Lodging Inside Death Valley National Park

Death Valley National Park – its name might conjure images of a desolate wasteland. But beneath this harsh exterior lies a surprising oasis teeming with life and boasting a rich history. Straddling the California-Nevada border, Death Valley presents a landscape of dramatic contrasts: a basin plunging below sea level and the majestic Telescope Peak soaring over 11,000 feet – nearly twice the depth of the Grand Canyon! Encompassing over 3 million acres of wilderness, Death Valley reigns supreme as the largest national park in the contiguous United States.

Death Valley National Park is a haven for outdoor enthusiasts. Hikers and backpackers can explore a vast network of trails, while birdwatchers can delight in the park's diverse avian population. Beyond the natural wonders, delve into Death Valley's fascinating past. Explore historic sites like the Keane Wonder Mine, Harmony Borax Works, Wildrose Charcoal Kilns, and even remnants of bygone eras in ghost towns. A true marvel awaits at Scotty's Castle, a magnificent Spanish-style mansion built in the early 1900s, offering a glimpse into the roaring twenties and thirties.

While Death Valley's scenery may be grand, lodging options cater to a variety of styles and budgets. For those seeking an echo of Scotty's Castle's elegance, The Inn at Death Valley provides a touch of luxury amidst the desert landscape. Other comfortable lodging options are available throughout the park.

Death Valley offers more than 785 miles of roads, paved and unpaved, for an unforgettable driving adventure. For the more adventurous, Death Valley beckons with cycling and mountain biking opportunities along designated park routes.

Despite its reputation as one of North America's hottest destinations, Death Valley is captivated by its surprisingly diverse ecosystem. A variety of smaller mammals, including bobcats, bighorn sheep, and kit foxes, call this park home. The critically endangered Death Valley pupfish finds a vital refuge here. Remarkably, over 1,000 plant species thrive in this harsh environment, some found nowhere else on Earth.

Don't let the name fool you. Death Valley National Park, with its unique blend of geological wonders, fascinating history, and surprisingly rich biological diversity, is a place that shouldn't be missed. So, pack your sense of adventure and discover the hidden gems Death Valley has to offer.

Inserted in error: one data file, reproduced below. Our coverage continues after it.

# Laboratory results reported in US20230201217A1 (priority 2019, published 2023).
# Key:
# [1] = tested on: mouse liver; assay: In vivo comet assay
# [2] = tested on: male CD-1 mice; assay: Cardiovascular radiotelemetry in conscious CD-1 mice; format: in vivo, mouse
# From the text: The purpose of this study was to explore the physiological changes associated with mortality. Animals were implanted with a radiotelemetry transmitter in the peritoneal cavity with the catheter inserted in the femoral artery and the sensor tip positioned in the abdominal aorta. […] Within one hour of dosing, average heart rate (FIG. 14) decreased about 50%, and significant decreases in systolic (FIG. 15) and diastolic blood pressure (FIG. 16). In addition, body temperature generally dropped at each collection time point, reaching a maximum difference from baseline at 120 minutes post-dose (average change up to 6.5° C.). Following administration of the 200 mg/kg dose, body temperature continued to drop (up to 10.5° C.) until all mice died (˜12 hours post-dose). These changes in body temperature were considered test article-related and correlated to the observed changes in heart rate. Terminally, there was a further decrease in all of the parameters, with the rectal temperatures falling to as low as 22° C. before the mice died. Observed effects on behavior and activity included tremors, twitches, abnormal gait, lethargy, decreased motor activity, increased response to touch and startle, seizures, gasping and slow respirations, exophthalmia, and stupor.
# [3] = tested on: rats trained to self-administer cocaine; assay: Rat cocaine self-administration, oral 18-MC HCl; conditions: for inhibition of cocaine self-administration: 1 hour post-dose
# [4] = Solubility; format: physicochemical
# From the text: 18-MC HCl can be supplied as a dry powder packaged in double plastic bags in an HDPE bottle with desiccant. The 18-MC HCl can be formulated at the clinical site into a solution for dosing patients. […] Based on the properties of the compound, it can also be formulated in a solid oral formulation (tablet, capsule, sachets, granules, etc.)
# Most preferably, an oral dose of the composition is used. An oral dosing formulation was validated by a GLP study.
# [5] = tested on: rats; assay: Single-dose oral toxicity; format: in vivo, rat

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The Ranch at Death Valley

Location: Inside of Park
Starting Rate: $169.00

Unveiling Death Valley's rugged beauty, The Ranch offers comfortable lodging and friendly service right inside the park. Play the world's lowest-elevation 18-hole course, grab a bite at one of three restaurants, or unwind by the pool. Explore the desert from your spacious, beautifully furnished room. Book early for the best options!

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Location: Inside of Park
Starting Rate: $329.00

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Location: Inside of Park
Starting Rate: $144.00

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Lodging in Death Valley's Gateway Communities

Longstreet Inn & Casino

Location: South of Park
Starting Rate: $130.00

Longstreet Inn is located just a few minutes from the entrance of Death Valley National Park just outside of Amargosa Valley, Nevada. This full-service property offers guests convenient access to the park, renovated rooms, modern amenities, and great on-site amenities.

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Location: East of Park
Starting Rate: $79.00

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Additional information and resources on the park:


Q. Where is Death Valley?
A. Death Valley is located in the south east area of California, adjacent to Nevada, with some parts of the park actually existing within the state of Nevada as well. It is sandwiched between the Inyo National Forest in California and the Amargosa Desert in Nevada.


Q. Why is it called Death Valley?
A.  The name "Death Valley" came from a group of 19th century pioneers who lost their way while traveling during the winter of 1849. According to history, only one person perished in Death Valley, but the rest of the group was convinced that Death Valley would see the last of them as well. When they finally did make it out alive, one of them turned back and said, "Goodbye, Death Valley!"


Q. What is the hottest temperature on record at Death Valley?
A. The hottest temperature on record at Death Valley is 134 degrees F, which was recorded in July of 1913 at the present location of Furnace Creek Ranch. At one point, this was not only the hottest on record for Death Valley, but also for the world. It has since been surpassed by hot temperatures in Africa.


Q. Is visiting Death Valley in the summertime safe?
A. It is absolutely safe to visit in the summertime, as long are you are mindful of your sun exposure. It is safe to tour the sites of Death Valley in an air conditioned car, and it is wise to remain on paved roads. As a safety measure you should always keep plenty of water in your car and remember to drink plenty throughout the day to stay hydrated. It is not recommended to go hiking during the summer season unless it is early in the morning and at a high elevation.


Q. What is there to do at Death Valley?
A . In contrast with it's foreboding name, a plethora of different plants live within Death Valley National Park. During the spring, the flowers bloom and prosper, and tourists delight in the environment of stark contrasts, and the rich history of the area.